The Magic Mousetrap

Doctor Who: The Magic MousetrapA strange gathering takes place in a sanitorium in the Swiss Alps in 1926. Among the strangest patients there is a man known only as the Doctor, who seems not to have the slightest idea who he is – and anytime he seems to stray anywhere near finding out the truth, there always seems to be something handy to prevent him from remembering too much: chloroform here, a powerful electric shock there. Other patients go through the motions of playing an endless series of games, and being subjected to similar memory-erasing tactics by the shadowy couple calling the shots from the sanitorium’s attic. These two mysterious people are named Ace and Hex, and they’re keeping the patients – and their Doctor – imprisoned for a reason: to rid the universe of a malevolent presence. But it turns out that the Doctor, even without his memory, doesn’t take kindly to being imprisoned.

Order this CDwritten by Matthew Sweet
directed by Ken Bentley
music by Richard Fox & Lauren Yason

Cast: Sylvester McCoy (The Doctor), Sophie Aldred (Ace), Philip Olivier (Hex), Paul Anthony-Barber (Ludovic Comfort), Joan Walker (Lola Luna), Nadim Sawalha (Swapnil Khan), Nadine Lewington (Queenie Glasscock), Andrew Fettes (Harry Randall), Andrew Dickens (Herbert Randall)

Timeline: between Forty-Five and Enemy Of The Daleks

Notes: Spoiler-heavy notes are placed below the review.

LogBook entry and TheatEar review by Earl Green

Review: The Magic Mousetrap is a story steeped in misdirection, distraction and red herrings. It’s extremely disorienting: nobody is behaving the way the listener expects, and even once we discover that Ace and Hex aren’t under the same mind control as the other characters, they’re doing something so shocking (literally) behind the scenes of the story that the reveal only invites more questions.

Doctor WhoSylvester McCoy slips into his somewhat sillier season 24 persona for a lot of the story, having apparently lost his memory (for reasons that are revealed later). Over the course of the four episodes, he regains his memory and the slightly more scheming, less benign persona most fans will be expecting, but the rug is pulled out from under the listener’s feet yet again when we find out that the seventh Doctor’s penchant for hatching elaborate traps has instead backfired on him. The script required Sophie Aldred and Philip Olivier to adopt different accents; Olivier manages to strike just the right balance between being Hex and being posh. Sophie Aldred, however, almost does too good a job of disguising Ace’s usual voice.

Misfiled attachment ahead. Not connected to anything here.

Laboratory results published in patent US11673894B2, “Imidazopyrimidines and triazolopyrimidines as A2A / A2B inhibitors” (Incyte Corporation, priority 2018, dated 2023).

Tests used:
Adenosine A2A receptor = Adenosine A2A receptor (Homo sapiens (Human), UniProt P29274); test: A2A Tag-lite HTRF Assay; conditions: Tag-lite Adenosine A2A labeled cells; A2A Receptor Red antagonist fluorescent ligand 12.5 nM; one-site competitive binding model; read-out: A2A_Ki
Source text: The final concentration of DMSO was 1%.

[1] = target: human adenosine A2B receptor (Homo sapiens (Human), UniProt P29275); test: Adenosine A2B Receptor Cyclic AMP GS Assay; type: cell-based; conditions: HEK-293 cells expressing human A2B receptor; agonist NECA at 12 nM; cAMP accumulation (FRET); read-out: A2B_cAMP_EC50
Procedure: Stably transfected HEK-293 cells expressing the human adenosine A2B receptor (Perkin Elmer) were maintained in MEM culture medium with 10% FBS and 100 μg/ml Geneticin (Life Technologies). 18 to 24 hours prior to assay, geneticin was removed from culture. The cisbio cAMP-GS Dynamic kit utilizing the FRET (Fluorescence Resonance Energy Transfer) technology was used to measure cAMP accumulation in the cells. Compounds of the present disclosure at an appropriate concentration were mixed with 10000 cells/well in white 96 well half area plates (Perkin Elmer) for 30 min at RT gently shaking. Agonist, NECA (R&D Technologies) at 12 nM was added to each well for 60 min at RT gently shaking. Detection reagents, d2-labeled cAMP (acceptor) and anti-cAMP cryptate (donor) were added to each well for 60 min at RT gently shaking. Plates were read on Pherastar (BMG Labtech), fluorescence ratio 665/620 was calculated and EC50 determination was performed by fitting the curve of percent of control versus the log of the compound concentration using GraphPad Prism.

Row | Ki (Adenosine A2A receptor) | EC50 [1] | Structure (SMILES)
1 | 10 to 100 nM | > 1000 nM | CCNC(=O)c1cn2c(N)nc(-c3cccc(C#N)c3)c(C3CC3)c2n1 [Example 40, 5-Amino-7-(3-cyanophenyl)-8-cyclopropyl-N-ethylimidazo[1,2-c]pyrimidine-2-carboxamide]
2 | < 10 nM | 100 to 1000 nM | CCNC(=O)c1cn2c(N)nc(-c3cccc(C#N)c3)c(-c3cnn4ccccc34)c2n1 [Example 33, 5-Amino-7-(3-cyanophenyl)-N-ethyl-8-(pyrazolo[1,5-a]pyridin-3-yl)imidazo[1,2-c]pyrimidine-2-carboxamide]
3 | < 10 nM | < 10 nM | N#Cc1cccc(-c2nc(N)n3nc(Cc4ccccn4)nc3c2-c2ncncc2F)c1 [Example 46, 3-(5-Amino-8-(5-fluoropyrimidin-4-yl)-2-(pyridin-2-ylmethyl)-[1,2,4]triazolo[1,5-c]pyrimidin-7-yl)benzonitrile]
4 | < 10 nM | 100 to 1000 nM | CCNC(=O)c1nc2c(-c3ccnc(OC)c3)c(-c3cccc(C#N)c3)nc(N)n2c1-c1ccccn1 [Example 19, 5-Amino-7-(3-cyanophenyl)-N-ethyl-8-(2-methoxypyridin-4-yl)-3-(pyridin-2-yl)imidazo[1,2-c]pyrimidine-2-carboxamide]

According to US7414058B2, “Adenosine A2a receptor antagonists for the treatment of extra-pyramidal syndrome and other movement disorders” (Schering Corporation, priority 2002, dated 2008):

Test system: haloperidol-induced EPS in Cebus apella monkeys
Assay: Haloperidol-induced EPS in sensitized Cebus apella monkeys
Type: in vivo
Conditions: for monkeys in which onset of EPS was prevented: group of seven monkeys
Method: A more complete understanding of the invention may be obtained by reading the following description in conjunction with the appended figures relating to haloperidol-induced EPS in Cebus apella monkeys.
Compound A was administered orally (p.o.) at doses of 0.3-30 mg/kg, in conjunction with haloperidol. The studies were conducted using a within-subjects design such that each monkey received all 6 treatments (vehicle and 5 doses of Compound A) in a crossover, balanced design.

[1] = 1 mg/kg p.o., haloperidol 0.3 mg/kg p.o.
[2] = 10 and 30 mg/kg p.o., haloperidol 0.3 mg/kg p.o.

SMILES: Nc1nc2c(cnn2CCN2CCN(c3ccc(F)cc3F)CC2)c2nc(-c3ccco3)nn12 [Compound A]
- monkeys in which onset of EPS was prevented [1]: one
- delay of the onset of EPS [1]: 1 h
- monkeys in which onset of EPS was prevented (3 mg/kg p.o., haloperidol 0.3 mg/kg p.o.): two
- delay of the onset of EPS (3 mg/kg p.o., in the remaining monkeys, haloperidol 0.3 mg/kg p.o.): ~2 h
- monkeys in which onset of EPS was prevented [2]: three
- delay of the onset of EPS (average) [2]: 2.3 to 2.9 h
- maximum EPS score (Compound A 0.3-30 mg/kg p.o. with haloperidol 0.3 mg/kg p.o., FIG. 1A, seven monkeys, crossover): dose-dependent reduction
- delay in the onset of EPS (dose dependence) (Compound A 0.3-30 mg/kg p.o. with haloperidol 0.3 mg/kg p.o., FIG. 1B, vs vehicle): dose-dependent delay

Anyone expecting an on-the-nose action-adventure yarn will find The Magic Mousetrap to be a test of their patience; even the regulars seem out-of-character for much of the proceedings. Those willing to have the patience to sit things out and sift through the available clues – i.e. anyone who’s a fan of Lost or The Prisoner in between their consumption of Doctor Who media – will find this story challenging, but good fun.

Notes: The Magic Mousetrap marks the Celestial Toymaker’s return in Big Finish’s Doctor Who audio productions, although the character was intended for a return in The Nightmare Fair, one of the stories from the cancelled 23rd season of the TV series, available later as a novelization and dramatized in audio form first as a charity project, and later as the first release of Big Finish’s “Lost Stories” range. Dialogue in The Magic Mousetrap does not mention The Nightmare Fair as having happened, but it also does not discount it either.